waste

Eat all of your rice! Culture connections with Japan’s favorite food

In the past few months the Japanese word mottainai, which conveys a sense of regret over waste, has begun to spread into the Western world, and the concept of mottainai can be seen most clearly in every bowl of rice.

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Swiss hotel fights food wastefulness with photos of starving children

As a child, did your parents ever try to get you to finish everything on your plate by telling you how there are starving children in the world who aren’t lucky enough to have the luxury of a decent meal? As a kid, it probably just seemed like an unfair guilt-trip, but as adults hopefully we have all now realized the truth behind those words and the importance of not being wasteful.

A particular Swiss hotel has taken similar tactics to curb the wastefulness of its guests at the breakfast buffet, after shameful amounts of food have been left partially or wholly uneaten and then thrown away. But the hotel took it a step further by including shocking photos to help drive the message home.

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Almost as soon as the ALS Ice Bucket challenge emerged as a massive, viral trend, the haters began to bemoan the waste of water and public showboating. While it’s easy to understand the position–whose Facebook feed hasn’t been filled with posts of friends taking a nice splash this summer?–one thing you can say for the challenge is that it’s raised quite a bit of money. This has left the conversation open to the counterattack “Nee-ner nee-ner nee-ner!” and the charge, “Why don’t you come up with something better?”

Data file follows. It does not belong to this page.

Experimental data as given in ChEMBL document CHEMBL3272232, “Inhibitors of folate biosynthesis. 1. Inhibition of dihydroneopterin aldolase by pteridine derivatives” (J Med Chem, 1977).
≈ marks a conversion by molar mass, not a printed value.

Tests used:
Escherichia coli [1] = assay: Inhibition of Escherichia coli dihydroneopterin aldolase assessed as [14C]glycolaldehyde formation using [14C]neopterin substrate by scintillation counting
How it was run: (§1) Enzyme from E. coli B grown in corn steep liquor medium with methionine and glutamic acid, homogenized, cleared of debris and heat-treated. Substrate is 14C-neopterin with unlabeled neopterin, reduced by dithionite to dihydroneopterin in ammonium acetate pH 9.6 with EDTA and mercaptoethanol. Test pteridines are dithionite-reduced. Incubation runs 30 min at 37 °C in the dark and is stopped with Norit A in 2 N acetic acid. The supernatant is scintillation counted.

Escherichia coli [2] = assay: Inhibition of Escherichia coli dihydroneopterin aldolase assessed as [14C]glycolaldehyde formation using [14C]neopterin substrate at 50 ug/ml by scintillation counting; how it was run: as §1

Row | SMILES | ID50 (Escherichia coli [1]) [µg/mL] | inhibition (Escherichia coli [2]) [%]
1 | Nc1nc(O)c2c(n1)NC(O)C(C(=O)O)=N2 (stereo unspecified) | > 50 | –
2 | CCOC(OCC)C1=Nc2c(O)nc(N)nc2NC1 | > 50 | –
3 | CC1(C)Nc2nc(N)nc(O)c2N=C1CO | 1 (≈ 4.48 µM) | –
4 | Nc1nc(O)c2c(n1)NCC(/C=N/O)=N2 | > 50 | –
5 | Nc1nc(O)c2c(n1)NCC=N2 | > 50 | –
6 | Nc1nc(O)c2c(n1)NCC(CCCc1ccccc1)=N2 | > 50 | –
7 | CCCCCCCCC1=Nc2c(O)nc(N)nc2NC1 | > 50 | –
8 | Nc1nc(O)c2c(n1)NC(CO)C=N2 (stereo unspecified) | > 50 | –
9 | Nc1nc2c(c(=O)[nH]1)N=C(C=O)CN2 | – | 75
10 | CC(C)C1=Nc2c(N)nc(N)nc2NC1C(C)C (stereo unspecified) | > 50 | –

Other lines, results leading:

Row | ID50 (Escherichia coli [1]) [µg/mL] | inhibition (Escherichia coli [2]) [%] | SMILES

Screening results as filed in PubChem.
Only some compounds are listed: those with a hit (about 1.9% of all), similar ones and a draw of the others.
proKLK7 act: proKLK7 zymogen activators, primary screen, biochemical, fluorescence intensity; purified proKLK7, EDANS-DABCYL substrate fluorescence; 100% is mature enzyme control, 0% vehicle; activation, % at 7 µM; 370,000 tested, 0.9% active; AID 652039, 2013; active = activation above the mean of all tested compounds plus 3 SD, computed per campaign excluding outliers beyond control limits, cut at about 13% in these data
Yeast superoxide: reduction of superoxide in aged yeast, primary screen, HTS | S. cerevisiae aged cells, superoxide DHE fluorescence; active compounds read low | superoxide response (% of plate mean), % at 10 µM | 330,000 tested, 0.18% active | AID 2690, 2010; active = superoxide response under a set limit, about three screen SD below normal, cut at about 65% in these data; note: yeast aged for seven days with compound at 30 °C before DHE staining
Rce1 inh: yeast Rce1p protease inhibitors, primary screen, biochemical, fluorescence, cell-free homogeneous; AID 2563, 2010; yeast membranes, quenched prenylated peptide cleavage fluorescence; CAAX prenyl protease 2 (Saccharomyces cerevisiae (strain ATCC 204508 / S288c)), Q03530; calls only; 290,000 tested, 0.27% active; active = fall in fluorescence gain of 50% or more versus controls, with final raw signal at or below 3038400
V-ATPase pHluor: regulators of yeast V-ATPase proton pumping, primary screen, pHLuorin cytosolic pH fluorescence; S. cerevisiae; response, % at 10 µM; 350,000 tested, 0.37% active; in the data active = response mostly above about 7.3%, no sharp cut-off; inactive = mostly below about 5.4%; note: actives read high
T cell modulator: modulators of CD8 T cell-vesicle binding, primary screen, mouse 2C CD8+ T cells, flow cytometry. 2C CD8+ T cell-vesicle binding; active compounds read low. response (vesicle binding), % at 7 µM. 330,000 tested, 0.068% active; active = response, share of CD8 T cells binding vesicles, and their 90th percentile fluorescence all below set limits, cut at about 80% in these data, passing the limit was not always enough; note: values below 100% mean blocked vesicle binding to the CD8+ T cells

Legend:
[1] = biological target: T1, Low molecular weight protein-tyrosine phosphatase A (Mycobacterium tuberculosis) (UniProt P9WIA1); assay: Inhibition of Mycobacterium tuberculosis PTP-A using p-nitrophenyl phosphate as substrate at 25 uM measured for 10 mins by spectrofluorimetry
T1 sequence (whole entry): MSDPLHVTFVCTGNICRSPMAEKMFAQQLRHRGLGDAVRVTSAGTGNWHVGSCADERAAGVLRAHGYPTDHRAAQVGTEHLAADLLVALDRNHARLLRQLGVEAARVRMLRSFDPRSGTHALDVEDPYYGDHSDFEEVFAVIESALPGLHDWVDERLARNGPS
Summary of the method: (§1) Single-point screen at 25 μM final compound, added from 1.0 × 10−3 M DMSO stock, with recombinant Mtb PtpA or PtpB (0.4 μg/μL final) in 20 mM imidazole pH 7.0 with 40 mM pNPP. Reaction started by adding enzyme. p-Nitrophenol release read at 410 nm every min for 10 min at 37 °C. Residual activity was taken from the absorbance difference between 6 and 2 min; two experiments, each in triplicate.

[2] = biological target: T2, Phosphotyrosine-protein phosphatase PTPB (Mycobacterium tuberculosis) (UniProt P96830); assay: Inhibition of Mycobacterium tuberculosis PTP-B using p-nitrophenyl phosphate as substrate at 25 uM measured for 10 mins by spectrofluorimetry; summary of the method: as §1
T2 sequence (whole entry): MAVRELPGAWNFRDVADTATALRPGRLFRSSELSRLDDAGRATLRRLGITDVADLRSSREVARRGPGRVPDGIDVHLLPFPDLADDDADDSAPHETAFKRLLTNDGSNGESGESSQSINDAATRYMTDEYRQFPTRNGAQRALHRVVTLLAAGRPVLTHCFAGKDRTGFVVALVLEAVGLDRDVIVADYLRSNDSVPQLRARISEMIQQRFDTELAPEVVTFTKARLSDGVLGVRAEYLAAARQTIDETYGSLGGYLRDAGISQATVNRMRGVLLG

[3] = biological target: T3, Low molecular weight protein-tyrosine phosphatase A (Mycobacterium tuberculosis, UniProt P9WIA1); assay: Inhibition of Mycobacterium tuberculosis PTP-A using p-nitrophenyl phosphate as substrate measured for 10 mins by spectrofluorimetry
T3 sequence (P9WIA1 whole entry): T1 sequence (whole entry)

Well, look no further, haters, because this daring group of Chinese financial analysts has you covered…by getting uncovered themselves.

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“Recycling in Japan” or “Reasons to get it right and avoid eternal shame”

Is Japan’s recycling system the most complicated in the world? It sure feels like it sometimes. Household waste must of course be separated into burnable and non-burnable, but after that there’s a dizzying array of recycling categories to break your non-burnables into. Since Japan is a relatively small country without masses of land to use for burying waste, the vast majority of waste used to be incinerated. However, with increasing ecological awareness in the 1990s came new legislation to minimise the amount of waste being burnt, and promote recycling.

Public awareness of the need to recycle is high, but the system can be baffling for new foreign residents. The problem lies not only in the array of recycling categories, but also in the apparent overlap between them: the grey areas. Is an empty pizza box considered recycled paper? Or is it burnable? Paper packages? “Other”? And if a bottle is made of a different type of plastic to the standard PET, is still a “pet bottle”, or is it just “plastic”?

Today we bring you six reasons to learn what goes in what box, and a few hints for getting it right along the way.

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